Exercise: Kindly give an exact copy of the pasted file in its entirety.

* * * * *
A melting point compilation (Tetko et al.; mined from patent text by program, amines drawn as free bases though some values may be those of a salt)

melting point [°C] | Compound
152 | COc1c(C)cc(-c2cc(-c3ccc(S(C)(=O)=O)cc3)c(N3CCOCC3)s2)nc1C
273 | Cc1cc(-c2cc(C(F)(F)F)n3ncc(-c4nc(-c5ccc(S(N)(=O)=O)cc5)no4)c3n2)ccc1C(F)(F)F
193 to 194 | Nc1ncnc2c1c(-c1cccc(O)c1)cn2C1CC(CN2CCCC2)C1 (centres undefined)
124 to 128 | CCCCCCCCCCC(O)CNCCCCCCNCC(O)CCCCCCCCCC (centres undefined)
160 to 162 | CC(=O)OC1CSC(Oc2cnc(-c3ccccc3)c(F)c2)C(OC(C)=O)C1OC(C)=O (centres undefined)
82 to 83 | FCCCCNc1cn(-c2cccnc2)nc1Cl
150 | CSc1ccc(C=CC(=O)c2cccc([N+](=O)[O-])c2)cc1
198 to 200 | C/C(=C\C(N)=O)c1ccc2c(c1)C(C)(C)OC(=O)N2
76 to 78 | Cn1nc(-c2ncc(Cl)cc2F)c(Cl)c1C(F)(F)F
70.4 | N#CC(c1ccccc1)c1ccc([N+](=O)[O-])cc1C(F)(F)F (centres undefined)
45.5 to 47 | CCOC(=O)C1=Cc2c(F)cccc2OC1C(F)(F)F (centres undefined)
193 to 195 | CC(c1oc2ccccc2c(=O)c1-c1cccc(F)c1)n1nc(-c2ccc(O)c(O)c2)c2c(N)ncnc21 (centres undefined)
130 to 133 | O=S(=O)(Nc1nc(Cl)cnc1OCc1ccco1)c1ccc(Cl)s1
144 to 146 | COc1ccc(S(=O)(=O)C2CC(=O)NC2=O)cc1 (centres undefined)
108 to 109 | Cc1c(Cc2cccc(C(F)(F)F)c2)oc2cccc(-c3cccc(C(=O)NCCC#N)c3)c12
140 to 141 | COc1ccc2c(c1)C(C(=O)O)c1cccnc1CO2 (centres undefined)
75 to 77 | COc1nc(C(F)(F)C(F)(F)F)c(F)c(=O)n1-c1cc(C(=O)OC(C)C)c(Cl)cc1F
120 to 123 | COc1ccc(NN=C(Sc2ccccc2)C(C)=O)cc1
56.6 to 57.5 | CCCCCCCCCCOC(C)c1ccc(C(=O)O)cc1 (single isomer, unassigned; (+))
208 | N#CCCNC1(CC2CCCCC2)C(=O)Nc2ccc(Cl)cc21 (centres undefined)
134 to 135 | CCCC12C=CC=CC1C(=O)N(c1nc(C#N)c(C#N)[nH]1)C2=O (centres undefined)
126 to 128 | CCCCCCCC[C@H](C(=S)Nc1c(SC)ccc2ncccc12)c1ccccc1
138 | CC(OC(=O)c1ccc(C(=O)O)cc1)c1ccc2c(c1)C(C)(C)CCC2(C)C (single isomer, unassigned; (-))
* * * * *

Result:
A melting point compilation (Tetko et al.; mined from patent text by program, amines drawn as free bases though some values may be those of a salt)

melting point [°C] | Compound
152 | COc1c(C)cc(-c2cc(-c3ccc(S(C)(=O)=O)cc3)c(N3CCOCC3)s2)nc1C
273 | Cc1cc(-c2cc(C(F)(F)F)n3ncc(-c4nc(-c5ccc(S(N)(=O)=O)cc5)no4)c3n2)ccc1C(F)(F)F
193 to 194 | Nc1ncnc2c1c(-c1cccc(O)c1)cn2C1CC(CN2CCCC2)C1 (centres undefined)
124 to 128 | CCCCCCCCCCC(O)CNCCCCCCNCC(O)CCCCCCCCCC (centres undefined)
160 to 162 | CC(=O)OC1CSC(Oc2cnc(-c3ccccc3)c(F)c2)C(OC(C)=O)C1OC(C)=O (centres undefined)
82 to 83 | FCCCCNc1cn(-c2cccnc2)nc1Cl
150 | CSc1ccc(C=CC(=O)c2cccc([N+](=O)[O-])c2)cc1
198 to 200 | C/C(=C\C(N)=O)c1ccc2c(c1)C(C)(C)OC(=O)N2
76 to 78 | Cn1nc(-c2ncc(Cl)cc2F)c(Cl)c1C(F)(F)F
70.4 | N#CC(c1ccccc1)c1ccc([N+](=O)[O-])cc1C(F)(F)F (centres undefined)
45.5 to 47 | CCOC(=O)C1=Cc2c(F)cccc2OC1C(F)(F)F (centres undefined)
193 to 195 | CC(c1oc2ccccc2c(=O)c1-c1cccc(F)c1)n1nc(-c2ccc(O)c(O)c2)c2c(N)ncnc21 (centres undefined)
130 to 133 | O=S(=O)(Nc1nc(Cl)cnc1OCc1ccco1)c1ccc(Cl)s1
144 to 146 | COc1ccc(S(=O)(=O)C2CC(=O)NC2=O)cc1 (centres undefined)
108 to 109 | Cc1c(Cc2cccc(C(F)(F)F)c2)oc2cccc(-c3cccc(C(=O)NCCC#N)c3)c12
140 to 141 | COc1ccc2c(c1)C(C(=O)O)c1cccnc1CO2 (centres undefined)
75 to 77 | COc1nc(C(F)(F)C(F)(F)F)c(F)c(=O)n1-c1cc(C(=O)OC(C)C)c(Cl)cc1F
120 to 123 | COc1ccc(NN=C(Sc2ccccc2)C(C)=O)cc1
56.6 to 57.5 | CCCCCCCCCCOC(C)c1ccc(C(=O)O)cc1 (single isomer, unassigned; (+))
208 | N#CCCNC1(CC2CCCCC2)C(=O)Nc2ccc(Cl)cc21 (centres undefined)
134 to 135 | CCCC12C=CC=CC1C(=O)N(c1nc(C#N)c(C#N)[nH]1)C2=O (centres undefined)
126 to 128 | CCCCCCCC[C@H](C(=S)Nc1c(SC)ccc2ncccc12)c1ccccc1
138 | CC(OC(=O)c1ccc(C(=O)O)cc1)c1ccc2c(c1)C(C)(C)CCC2(C)C (single isomer, unassigned; (-))